clock menu more-arrow no yes mobile

Filed under:

83,000 Chicagoans applied for emergency housing assistance. Only 2,000 will get help.

New, 2 comments

The program offered payments of $1,000 to help residents pay rents and mortgages. That money will start going out this week.

Getty Images/Mint Images RF

At the end of March, the Chicago Housing Department created an emergency assistance program for residents impacted by the coronavirus crisis. The payments of $1,000, which will start going out this week, will help some residents make rent and mortgage payments this month.

During the five days applications were accepted, more than 83,000 people applied for the COVID-19 Housing Assistance Grant, according to news reported by the Chicago Sun-Times. Half of the grants will be distributed through community organizations and the other half will go through the city’s lottery. Right now, housing department officials are sorting through applications to ensure that residents have lost income due to the COVID-19 pandemic.

The city used $2 million from the Affordable Housing Opportunity Fund. Now, the housing department is working to find more funding sources for other possible rounds of payment. Those that have applied and did not receive money will be eligible for any future funds from the grant.

What’s important about this emergency assistance is that both people experiencing homelessness and undocumented residents are eligible for the grant. Unlike money from the federal stimulus package.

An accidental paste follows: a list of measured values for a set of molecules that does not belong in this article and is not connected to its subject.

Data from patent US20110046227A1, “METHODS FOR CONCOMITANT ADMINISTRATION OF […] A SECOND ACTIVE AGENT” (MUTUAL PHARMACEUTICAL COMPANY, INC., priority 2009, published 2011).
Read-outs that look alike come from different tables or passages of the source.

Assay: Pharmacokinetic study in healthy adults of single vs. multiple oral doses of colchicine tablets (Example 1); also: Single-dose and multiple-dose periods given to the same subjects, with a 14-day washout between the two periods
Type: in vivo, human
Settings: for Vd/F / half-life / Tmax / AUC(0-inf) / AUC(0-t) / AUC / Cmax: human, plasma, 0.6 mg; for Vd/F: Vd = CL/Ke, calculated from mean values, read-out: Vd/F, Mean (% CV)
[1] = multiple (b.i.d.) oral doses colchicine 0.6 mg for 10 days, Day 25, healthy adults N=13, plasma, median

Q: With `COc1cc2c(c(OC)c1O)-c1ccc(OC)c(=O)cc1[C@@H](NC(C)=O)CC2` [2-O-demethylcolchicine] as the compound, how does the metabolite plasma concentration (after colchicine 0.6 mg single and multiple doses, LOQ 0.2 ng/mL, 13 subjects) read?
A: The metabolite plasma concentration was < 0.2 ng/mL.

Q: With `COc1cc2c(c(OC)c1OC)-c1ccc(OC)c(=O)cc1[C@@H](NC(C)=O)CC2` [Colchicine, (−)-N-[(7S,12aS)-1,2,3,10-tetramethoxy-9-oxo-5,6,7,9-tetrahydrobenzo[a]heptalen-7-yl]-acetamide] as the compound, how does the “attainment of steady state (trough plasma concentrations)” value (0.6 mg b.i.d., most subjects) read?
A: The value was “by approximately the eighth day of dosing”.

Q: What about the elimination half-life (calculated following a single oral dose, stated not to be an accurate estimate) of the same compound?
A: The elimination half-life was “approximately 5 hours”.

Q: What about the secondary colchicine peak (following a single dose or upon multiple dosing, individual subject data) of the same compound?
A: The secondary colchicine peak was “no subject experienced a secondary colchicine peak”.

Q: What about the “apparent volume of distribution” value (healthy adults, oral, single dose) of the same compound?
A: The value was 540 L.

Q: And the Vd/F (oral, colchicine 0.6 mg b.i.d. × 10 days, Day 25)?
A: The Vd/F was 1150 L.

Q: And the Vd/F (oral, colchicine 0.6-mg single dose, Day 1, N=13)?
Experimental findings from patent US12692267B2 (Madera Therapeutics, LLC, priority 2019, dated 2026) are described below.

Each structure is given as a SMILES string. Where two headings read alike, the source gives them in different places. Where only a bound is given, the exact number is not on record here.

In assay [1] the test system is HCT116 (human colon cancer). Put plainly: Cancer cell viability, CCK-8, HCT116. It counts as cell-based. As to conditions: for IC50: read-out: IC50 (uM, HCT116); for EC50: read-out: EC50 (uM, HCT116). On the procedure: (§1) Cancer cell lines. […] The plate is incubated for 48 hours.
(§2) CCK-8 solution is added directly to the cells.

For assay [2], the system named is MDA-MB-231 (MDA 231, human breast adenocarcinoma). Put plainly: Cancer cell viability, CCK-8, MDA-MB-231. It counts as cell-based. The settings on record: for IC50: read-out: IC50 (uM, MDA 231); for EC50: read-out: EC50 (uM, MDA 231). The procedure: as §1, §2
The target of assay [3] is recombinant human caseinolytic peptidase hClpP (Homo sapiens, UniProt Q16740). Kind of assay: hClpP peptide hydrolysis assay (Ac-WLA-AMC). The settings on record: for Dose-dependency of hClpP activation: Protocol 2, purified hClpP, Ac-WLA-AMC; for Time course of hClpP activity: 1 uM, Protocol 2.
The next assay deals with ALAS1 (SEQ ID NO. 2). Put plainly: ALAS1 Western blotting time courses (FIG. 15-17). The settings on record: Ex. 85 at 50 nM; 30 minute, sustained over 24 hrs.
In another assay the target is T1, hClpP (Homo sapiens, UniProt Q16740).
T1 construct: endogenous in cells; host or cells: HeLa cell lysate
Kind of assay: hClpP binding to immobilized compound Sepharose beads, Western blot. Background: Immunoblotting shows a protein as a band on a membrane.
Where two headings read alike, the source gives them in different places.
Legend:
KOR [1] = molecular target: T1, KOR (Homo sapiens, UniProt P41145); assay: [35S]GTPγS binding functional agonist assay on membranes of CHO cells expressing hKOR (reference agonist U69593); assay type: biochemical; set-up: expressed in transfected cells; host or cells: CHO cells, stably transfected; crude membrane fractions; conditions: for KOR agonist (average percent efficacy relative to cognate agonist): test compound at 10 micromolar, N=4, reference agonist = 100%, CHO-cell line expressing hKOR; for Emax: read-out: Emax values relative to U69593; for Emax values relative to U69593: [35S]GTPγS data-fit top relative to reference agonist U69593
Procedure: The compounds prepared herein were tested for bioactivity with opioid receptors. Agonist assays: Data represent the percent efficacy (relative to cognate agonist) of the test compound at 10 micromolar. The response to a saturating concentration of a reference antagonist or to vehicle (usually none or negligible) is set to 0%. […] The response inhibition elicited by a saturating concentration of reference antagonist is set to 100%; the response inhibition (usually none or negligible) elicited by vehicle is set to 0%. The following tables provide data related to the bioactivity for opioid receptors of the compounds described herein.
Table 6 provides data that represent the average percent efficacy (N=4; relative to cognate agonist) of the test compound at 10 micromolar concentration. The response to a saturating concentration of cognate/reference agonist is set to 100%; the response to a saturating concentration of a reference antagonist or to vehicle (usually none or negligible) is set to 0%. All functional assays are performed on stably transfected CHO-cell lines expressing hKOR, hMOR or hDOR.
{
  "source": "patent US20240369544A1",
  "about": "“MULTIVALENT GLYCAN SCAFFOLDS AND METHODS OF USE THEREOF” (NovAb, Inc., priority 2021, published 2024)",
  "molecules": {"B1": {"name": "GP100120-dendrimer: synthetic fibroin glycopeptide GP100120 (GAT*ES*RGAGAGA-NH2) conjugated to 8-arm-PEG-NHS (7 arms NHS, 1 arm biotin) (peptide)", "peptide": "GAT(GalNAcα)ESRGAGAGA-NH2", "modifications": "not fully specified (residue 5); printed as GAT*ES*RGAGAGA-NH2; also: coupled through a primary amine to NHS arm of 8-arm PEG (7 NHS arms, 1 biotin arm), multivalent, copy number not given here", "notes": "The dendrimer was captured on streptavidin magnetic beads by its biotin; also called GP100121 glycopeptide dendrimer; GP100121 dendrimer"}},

Organizers and housing activists are asking local leaders and the governor to put a freeze on rent, mortgage, and utility payments. Currently, there’s a moratorium on utility shut-offs and late fees. Evictions are on hold, too. Housing advocates are worried that there might be a bottleneck of evictions when the courts open back up on May 18. While no one can be kicked out for not paying rent or a mortgage right now, landlords are still allowed to file complaints with the courts.

“We are at a dire moment. We’ve been making these demands for a really long time,” said 33rd Ward Alderwoman Rossana Rodriguez-Sanchez recently. A handful of aldermen, local leaders, and groups have asked state leaders to repeal the ban on rent control (which is the legislation that prevents a rent and mortgage freeze).

So far, that isn’t something the Gov. Pritzker has said he’d do even though he campaigned on ending the ban.

The state is flooded with new unemployment claims. After the governor declared a state of emergency and issued a stay-at-home order, nearly 300,000 people in Illinois have filed for unemployment. The Illinois Department of Employment Security offices are so overloaded with claims, officials are now asking people to stagger their applications. What’s clear in this is that people are going to have trouble paying rent for the next few months.